What cadence are you riding at. With knee discomfort and being used to pedals in the middle of the feet, my guess is you are 'mushing' (slow pedal rate) rather than spinning. You cadence should site around 80RPM - typically faster for experienced roadies and slower for off road MTB. If its under about 60, it can cause knee pain. SPDs work better with higher cadence, so if you are mushing, there is unlikely to be much benefit. If you are a musher, it feels wrong to spin, but you need to for efficiency and your knees. the best thing to do is get out, hit a lower than normal gear and sit in it. Use your riding companions for a guide, ask them what they think - would/are they be in the same gear as you?

If you are not mushing, or you start to spin faster and the knees don't come right, then the cleats are setup wrong. If you think they are right, try changing the angles a little and see if the knees come right. Be cautious, and look after those knees.

In the end, flats are fine if you want to stick them. There is no law that says you have to use clip-less pedals, and not everyone benefits from them. If someone looks down on you because of flats, best option if you cannot ignore them is give them a lot of time to study your rear end on next ride.....

  • Good point about cadence. One needn't do 80-90 RPM, but staying above 60-70 should be a goal, and there probably is a tendency to want to pedal mid-sole at low cadence. Aug 30, 2013 at 11:20
  • It's all physics! You change the geometry of the crank to leg mechanics. Changing peddles. You may need a seat post, height, and angle adjustment, or a handle level & angle adjustment. The "bicycle tool" is a melding of a complex mechanical machine, with variable geometry settings. The body is another "machine". Tendons have specific tension values, they may improve as your body adjusts. Overdoing, with an incorrect geometry, causes inflammation. Tennis Elbow is a prime example. I don't play, but I do hang a lot of plaster. I stopped for months, while it healed. Patience Grasshopper. Mar 26, 2021 at 20:13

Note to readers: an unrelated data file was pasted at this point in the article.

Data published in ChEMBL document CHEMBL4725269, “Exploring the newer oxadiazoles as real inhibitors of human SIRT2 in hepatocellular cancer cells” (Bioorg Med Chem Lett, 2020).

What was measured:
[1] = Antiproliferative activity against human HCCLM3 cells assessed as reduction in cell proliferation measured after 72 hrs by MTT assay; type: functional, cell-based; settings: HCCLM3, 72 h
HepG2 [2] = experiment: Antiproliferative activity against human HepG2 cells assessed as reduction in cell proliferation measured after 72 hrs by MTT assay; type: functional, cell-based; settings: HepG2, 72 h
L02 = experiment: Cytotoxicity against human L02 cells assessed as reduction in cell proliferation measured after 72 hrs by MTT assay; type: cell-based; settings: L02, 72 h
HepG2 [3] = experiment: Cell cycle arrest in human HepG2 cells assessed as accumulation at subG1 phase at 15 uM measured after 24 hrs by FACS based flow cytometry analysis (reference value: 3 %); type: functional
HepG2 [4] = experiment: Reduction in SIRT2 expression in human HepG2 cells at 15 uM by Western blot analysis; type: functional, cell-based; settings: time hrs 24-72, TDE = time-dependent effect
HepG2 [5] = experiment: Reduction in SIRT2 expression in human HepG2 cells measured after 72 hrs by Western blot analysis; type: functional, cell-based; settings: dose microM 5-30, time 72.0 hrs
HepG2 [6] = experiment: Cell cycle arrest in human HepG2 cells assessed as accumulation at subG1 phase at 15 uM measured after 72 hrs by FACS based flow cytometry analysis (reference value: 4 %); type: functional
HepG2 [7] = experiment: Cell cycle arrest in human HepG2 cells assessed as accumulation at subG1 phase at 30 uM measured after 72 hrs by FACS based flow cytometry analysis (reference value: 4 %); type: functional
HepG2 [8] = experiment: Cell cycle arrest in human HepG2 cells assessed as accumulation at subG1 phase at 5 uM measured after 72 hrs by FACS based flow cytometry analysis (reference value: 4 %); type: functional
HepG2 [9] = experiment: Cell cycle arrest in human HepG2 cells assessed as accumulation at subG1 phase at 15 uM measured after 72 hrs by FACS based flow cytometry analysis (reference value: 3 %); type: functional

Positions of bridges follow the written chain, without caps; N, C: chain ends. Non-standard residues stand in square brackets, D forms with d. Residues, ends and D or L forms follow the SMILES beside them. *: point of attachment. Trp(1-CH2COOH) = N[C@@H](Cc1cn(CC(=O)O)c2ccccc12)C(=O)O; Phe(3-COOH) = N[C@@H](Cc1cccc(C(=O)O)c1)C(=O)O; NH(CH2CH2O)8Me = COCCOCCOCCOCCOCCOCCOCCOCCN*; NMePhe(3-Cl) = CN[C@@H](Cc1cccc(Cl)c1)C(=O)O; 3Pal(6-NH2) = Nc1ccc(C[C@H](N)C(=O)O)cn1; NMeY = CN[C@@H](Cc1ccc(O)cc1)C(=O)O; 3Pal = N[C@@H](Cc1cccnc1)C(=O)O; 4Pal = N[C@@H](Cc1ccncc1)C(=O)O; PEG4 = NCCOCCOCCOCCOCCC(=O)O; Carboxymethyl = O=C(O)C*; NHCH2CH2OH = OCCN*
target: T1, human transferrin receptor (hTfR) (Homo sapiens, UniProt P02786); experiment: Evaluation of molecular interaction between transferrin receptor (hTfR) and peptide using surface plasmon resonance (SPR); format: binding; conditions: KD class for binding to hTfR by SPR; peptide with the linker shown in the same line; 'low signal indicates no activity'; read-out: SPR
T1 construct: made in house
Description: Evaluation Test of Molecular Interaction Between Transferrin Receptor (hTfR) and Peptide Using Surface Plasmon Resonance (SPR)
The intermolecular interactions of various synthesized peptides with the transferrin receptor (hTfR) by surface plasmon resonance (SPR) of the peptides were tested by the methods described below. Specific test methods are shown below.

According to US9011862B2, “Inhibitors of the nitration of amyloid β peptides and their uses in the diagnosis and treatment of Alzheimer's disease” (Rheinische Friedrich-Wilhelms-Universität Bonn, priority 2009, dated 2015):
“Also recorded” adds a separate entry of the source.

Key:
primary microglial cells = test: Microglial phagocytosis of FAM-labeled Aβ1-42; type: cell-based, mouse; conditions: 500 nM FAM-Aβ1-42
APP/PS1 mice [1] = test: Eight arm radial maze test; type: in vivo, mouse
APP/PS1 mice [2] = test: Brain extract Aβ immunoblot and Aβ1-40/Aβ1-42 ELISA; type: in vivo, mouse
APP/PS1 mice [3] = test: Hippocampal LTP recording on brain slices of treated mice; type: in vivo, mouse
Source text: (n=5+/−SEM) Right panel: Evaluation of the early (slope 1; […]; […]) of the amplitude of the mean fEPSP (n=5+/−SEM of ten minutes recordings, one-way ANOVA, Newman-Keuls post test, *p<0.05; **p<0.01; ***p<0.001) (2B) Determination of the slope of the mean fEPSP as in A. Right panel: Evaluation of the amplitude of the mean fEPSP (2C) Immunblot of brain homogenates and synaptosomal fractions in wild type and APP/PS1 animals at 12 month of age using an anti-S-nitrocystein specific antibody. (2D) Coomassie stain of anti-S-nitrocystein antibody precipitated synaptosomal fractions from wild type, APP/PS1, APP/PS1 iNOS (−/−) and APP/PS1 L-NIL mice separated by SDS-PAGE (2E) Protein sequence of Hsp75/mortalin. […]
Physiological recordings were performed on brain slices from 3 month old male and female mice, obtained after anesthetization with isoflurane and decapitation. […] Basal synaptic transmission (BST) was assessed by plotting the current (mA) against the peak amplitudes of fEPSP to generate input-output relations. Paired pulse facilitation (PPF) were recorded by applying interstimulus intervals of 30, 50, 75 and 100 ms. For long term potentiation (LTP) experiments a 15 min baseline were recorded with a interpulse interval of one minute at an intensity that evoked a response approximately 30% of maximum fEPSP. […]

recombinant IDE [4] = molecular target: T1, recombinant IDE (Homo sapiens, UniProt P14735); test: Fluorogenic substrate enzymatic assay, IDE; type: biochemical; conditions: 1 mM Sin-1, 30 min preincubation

• I've also had an LTKR (left total knee replacement) My joint is totally pain-free. But my tendons, snap/crackle/pop when I do repetitions. My solution to solving that pain (yes I digress) is 100% gone using CBD. Mar 26, 2021 at 20:16

I feel fastest with clipless pedals. But you are not alone. http://www.pinkbike.com/news/Which-Muscles-are-Really-Used-During-the-Pedal-Stroke-2012.html

I prefer to ride with older style strap in pedals because I like to walk normally when I get somewhere.

Also your shoes may not be adjusted to your pedals properly.


In my experience, my knee pain was always fixed by sliding forward the seat (this kind of alignment). In general, I would check your setup with someone experienced and reliable because there might be a lot of variables involved in this kind of aches.

I think most of the problems you're having are due to being used to pedaling with the arch of the foot. Your calves are weak and get to burn in such a way that you can't push with all the power of your thighs and buttocks, or at least it would make your ankles bend. I can't think of any other reason why clipless pedals would make you weaker, because they make you use more muscles so at least you should achieve the same power.

I see some comments that suggest that pedaling with the arch of the foot is not that bad. Well, for mountain biking it is, because with ankles and calves you absorb the higher frequency (i.e. smaller) bumps, because of their shorter levers I guess. I feel much less in control if staying on the pedal with the arch of the foot, just because of that. OTOH, the "regular" position will make your calves burn until they're not trained, above all in descent, but at least in my case, it was pretty satisfying seeing them growing before my eyes! (obviously the training should be progressive to avoid inflammation of tendons and muscles).


Train you calves and get used to pedaling the "regular" way.

  • There's studies nowadays suggesting that mid-foot pedaling is more efficient because the calves specialize in short-duration bursts of power, not endurance. Mid-foot on an MTB also makes your legs more ready to absorb big hits. See Rachel Atherton's injury for example.
    – MaplePanda
    Mar 26, 2021 at 22:21

For how often did you ride during this month? You describe quite novice errors. I've done the switch recently and I understand what you mean, but each time I was scared to do something with cleats or fell, I beared in mind the thought that I simply need to get used to them. Now I prefer cleats to flats, even I don't feel that 100% confident with them. Anyway, the reason for muscle pain is that you use another muscles now. Difficulty to get a quick start is only in your head, moreover cleats let you give exploding amount of power without being scary that your feet will spin too fast and you'll lose the pedals. Same thing about power. IMO you simply don't trust 'em, so I think you should give them another try (for two months at least, if you ride twice a week), and only then you will be able to get some kind of objective conclusions.